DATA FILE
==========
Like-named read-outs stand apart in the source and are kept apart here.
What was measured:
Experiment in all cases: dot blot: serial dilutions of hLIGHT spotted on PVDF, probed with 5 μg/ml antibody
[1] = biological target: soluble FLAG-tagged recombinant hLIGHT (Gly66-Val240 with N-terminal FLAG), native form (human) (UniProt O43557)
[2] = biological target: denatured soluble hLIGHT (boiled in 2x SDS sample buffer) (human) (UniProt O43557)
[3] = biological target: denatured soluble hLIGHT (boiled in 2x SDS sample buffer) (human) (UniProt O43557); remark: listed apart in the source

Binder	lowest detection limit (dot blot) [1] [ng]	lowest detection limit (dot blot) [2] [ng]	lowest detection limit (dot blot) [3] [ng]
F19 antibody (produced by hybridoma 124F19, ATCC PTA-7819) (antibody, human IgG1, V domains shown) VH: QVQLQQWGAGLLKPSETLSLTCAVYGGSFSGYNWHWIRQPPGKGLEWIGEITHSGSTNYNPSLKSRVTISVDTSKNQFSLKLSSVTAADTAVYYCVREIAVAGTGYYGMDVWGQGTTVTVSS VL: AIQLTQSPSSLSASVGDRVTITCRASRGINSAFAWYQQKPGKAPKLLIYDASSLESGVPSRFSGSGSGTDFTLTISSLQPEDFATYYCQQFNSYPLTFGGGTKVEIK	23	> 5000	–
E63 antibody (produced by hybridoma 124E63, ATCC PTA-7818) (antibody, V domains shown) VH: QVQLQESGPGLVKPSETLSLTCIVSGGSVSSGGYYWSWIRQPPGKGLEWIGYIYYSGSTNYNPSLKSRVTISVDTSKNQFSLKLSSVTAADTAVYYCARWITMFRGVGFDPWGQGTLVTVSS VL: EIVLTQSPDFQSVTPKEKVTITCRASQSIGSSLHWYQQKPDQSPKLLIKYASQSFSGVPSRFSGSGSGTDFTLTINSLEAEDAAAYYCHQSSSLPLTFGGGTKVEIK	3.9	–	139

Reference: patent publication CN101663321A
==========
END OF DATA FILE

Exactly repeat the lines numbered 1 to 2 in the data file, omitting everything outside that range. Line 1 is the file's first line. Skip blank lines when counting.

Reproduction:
Like-named read-outs stand apart in the source and are kept apart here.
What was measured: